A firefighter runs after trying to save a home in Lakeport, California, suffering its biggest fires ever. AP Photo/Noah Berger

Climate change and wildfires – how do we know if there is a link?

With California suffering another devastating wildfire year, more people are wondering about whether and how global warming is contributing. A climate scientist explains.
In contrast to common perceptions, Antarctic seafloor communities are highly diverse. This image shows a deep East Antarctic reef with plenty of corals, sponges and brittlestars. Can you spot the octopus? Australian Antarctic Division

Antarctic seas host a surprising mix of lifeforms – and now we can map them

Life on the Antarctic seafloor is surprisingly diverse – and half of the species live nowhere else on Earth. Now scientists can accurately map this unique biodiversity.
A research study found that most of the debris in gulls’ stomachs is plastic – exposing the birds to high levels of chemical contaminants and potentially limiting their reproductive success. (Shutterstock)

All-you-can-eat landfill buffet spells trouble for birds

Seagulls have no qualms about sifting through dumps for scraps. But this buffet comes at a cost, filling their stomachs with plastic, glass, metal and even building materials.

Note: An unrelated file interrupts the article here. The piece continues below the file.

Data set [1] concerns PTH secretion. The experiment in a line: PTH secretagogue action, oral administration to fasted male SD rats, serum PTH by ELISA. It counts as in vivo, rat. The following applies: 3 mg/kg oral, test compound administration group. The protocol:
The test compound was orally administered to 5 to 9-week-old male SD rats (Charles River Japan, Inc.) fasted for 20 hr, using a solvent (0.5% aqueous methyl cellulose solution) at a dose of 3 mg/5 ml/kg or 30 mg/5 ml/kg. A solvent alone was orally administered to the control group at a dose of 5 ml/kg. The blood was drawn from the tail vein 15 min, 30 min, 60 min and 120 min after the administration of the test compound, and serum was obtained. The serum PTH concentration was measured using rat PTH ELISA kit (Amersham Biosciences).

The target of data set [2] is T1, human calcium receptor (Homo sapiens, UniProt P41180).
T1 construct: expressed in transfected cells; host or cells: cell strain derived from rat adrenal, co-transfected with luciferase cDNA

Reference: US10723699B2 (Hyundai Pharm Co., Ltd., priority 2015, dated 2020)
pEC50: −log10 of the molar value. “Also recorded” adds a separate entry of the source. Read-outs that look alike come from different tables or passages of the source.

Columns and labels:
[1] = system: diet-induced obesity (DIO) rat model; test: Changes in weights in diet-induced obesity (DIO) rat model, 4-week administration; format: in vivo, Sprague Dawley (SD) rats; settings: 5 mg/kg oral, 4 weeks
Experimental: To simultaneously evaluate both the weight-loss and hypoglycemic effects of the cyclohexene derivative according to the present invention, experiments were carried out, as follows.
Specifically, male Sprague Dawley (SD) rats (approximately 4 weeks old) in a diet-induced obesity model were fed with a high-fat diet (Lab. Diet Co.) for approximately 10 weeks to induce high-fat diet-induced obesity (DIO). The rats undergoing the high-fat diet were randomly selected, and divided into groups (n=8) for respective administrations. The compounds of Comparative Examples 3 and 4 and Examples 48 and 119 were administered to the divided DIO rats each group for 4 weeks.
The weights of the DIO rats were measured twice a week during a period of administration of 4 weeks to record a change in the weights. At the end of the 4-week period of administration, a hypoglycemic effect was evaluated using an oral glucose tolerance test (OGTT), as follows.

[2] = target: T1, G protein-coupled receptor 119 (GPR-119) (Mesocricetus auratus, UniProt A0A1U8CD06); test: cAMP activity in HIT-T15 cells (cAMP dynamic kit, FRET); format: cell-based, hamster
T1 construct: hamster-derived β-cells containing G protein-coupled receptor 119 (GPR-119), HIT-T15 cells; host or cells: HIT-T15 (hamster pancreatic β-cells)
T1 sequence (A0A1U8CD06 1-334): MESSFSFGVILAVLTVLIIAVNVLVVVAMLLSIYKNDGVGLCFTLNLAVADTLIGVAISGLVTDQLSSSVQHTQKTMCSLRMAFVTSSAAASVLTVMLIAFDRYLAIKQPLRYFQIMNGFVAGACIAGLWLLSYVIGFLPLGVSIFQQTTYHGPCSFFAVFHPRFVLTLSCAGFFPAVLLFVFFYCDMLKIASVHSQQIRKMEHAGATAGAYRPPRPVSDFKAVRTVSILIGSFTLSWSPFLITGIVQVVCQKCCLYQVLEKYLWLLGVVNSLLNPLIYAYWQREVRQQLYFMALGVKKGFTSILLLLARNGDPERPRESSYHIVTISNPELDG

Predatory fish are among the most vulnerable species to human pressures. Rich Carey/Shutterstock

New map shows that only 13% of the oceans are still truly wild

The world has some 500 million square kilometres of ocean. But just 55 million square kilometres remain untouched by intensive human activities such as fishing.
Purse seiner fishing in the Indian Ocean. Footprint estimates do not assess how sustainably resources such as fisheries are managed. Jiri Rezac

Yes, humans are depleting Earth’s resources, but ‘footprint’ estimates don’t tell the full story

August 1, 2018 is 'Earth Overshoot Day,' a date coined by the nonprofit Global Footprint Network to publicize overuse of Earth's resources. But their estimates actually understate the problem.
Survivors of the dam disaster take refuge at a temporary shelter in Laos’s Attapeu province. ABC Laos News/EPA

The Laos disaster reminds us that local people are too often victims of dam development

Images of the aftermath of the Xepian-Xe Nam Noy dam collapse in Laos went around the world. But many other dam projects harm locals and the environment in less visible ways.

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